Zaal 3
  • Mon 21 Sep 16:15 Gli anni più belli Read more Order tickets directly
  • Gli anni più belli
    For all screenings:
    Collapsing 40 years of Italian and world history into just over two hours of screen time, director and co-writer Gabriele Muccino chronicles the relationships between four friends, and shows how the momentous events of the last four decades—the fall of the Berlin Wall and 9/11 among them—affect both them and Italian society in general. Big themes and big ideas, yes, but Muccino anchors things on a very human level: as Giulio, Paolo and Riccardo (Pierfrancesco Favino, Kim Rossi Stuart and Claudio Santamaria, respectively) and Gemma (Micaela Ramazzotti) come together, drift apart, and re-unite according to the vagaries of their individual lives, we come to know why the film is called (in English) The Best Years…

    ‘A confirmation of Muccino’s filmmaking prowess and his outstanding skill in directing actors, The Best Years won’t disappoint his loyal public, not least for the cast’s excellent performance… The command the director has over the scenic space and the originality of the film’s framing and camera movements ultimately result in some highly affecting sequence shots and several unforgettable scenes…’—Camillo De Marco, Cineuropa
    Zaal 1 (90)
  • Mon 21 Sep 16:30 Babyteeth Read more Order tickets directly
  • Babyteeth
    For all screenings:
    For 16-year-old Milla (Eliza Scanlen, superb), the 23-year-old Moses (Toby Wallace, equally superb) is adventurous and dangerous; for her parents, psychiatrist Henry (Ben Mendelsohn) and former musician Anna (Essie Davis) he’s a self-destructive, homeless junky with a serious attitude problem. Given that Milla has terminal cancer—and that her first love will also probably be her last—how does one proceed? This is the core problem in Shannon Murphy’s original take on adolescent love and all its inherent drama. That her film is brazenly funny and emotionally honest makes it one of the most intelligent and interesting debuts in a long time.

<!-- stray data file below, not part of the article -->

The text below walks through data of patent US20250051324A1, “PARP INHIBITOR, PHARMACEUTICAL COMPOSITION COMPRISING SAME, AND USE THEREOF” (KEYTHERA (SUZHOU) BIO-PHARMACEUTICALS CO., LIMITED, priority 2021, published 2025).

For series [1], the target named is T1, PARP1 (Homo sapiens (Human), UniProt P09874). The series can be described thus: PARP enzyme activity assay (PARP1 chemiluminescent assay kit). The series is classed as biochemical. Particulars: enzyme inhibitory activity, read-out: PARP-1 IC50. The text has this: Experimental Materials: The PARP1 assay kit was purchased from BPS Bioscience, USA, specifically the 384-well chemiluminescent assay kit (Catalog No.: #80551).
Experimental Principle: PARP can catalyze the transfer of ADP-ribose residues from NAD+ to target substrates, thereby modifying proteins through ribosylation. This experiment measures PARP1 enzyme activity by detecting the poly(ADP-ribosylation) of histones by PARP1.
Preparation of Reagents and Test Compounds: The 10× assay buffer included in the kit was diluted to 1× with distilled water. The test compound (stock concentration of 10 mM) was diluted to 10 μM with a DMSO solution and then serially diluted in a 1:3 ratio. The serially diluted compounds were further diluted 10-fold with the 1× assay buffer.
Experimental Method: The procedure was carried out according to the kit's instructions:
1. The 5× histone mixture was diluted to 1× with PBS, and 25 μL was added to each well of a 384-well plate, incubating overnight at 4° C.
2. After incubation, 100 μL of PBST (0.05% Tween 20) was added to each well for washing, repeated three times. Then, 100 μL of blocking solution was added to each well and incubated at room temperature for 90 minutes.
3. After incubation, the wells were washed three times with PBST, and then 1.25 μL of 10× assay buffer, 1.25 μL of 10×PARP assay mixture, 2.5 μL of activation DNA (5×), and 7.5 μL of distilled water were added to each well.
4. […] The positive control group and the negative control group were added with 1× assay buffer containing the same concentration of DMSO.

‘A wickedly perverse and, in time, intensely moving variation on familiar coming-of-age themes… Babyteeth serves as a fully-fledged coming-out ball for 20-year-old star Eliza Scanlen… She nails a tricky assignment in her big-screen debut, playing both an ethereal otherness and a yearning, immediate, only-too-recognizable adolescent want in the cancer-stricken Milla—as befits a character who has both accepted that she’s not long for this world, and resolved to make herself a little more worldly within it before her time’s up.’—Guy Lodge, Variety
    Zaal 3
  • Mon 21 Sep 16:45 Cunningham Read more Order tickets directly
  • Mon 21 Sep 19:00 Cunningham Read more Order tickets directly
  • Mon 21 Sep 19:00 Eté 85 Read more Order tickets directly
  • Eté 85
    For all screenings:
    Grim-faced 16-year-old Alex Robin (Félix Lefebvre) is being questioned by police about what we are led to believe is the murder of his best friend, 18-year-old David Gorman (Benjamin Voisin). Cue the flashbacks to a heady, beachside summer romance between the two that begins when David rescues Alex from a capsized sailboat and blossoms—for Alex, at least—into an earth-shaking first love… François Ozon’s nostalgic look back to the mid-80s is a romantic, sexy, and ultimately tragic coming-of-age tale that is awash in gorgeous colour and sunny locations, and anchored by two fine performances from Lefebvre and Voisin, two relative unknowns who are destined for great things. A treat!

    ‘In terms of style, Summer of 85 is a lightheaded throwback to the bold, insouciant spirit of the director's earliest works. But here, the story and the characters' supposed naiveté and the almost-too-obvious stylistic flourishes aren't just nods to his younger, less-refined m.o. They are actually part of a master storyteller's tools to seduce a grown-up audience into considering how youngsters not only experience their own lives but also how they process and talk about them… [Pascaline Chavanne’s] costumes grab your attention but only because that's what 1980s clothes do to our 2020 eyes, and more specifically, that's exactly what youngsters who want to express themselves are after. And boy, do the boys of Summer of 85 succeed in grabbing our attention.’—Boyd van Hoeij, Hollywood Reporter
    Zaal 3
  • Mon 21 Sep 19:00 Paradise Drifters Read more Order tickets directly
  • Paradise Drifters